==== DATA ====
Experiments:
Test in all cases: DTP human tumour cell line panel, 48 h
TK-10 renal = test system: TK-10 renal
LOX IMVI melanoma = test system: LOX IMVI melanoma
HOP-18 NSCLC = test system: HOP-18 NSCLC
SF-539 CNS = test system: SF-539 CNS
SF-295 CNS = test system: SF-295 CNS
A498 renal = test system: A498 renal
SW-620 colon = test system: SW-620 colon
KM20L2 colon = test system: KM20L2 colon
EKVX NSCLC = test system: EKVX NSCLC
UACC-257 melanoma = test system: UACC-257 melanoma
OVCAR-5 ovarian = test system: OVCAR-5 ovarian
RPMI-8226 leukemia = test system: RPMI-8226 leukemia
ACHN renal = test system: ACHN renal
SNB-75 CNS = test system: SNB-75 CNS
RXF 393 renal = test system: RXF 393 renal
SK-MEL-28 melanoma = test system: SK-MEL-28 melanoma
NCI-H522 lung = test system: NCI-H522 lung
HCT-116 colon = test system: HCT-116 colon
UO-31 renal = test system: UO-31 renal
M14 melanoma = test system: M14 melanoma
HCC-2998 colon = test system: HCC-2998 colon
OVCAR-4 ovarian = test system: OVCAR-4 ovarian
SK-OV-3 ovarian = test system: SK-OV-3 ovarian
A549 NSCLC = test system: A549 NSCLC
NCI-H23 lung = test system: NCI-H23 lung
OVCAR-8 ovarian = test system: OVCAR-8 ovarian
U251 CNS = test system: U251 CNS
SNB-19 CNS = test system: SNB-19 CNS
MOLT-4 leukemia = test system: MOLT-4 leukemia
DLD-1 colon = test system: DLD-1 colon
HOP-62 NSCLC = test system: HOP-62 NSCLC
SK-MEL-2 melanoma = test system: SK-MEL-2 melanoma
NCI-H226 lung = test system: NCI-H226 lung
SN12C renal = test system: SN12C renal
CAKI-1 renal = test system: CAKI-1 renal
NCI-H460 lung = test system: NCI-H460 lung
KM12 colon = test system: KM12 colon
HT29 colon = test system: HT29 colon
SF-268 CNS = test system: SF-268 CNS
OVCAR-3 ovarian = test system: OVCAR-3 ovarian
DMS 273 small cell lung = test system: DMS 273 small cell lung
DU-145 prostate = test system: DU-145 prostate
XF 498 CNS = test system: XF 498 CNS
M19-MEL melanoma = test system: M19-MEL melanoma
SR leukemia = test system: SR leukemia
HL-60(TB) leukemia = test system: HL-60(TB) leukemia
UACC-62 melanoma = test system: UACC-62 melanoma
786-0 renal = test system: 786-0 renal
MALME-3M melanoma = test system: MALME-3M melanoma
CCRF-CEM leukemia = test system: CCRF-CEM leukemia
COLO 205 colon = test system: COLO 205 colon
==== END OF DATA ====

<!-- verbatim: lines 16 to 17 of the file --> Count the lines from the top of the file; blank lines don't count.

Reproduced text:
SNB-75 CNS = test system: SNB-75 CNS
RXF 393 renal = test system: RXF 393 renal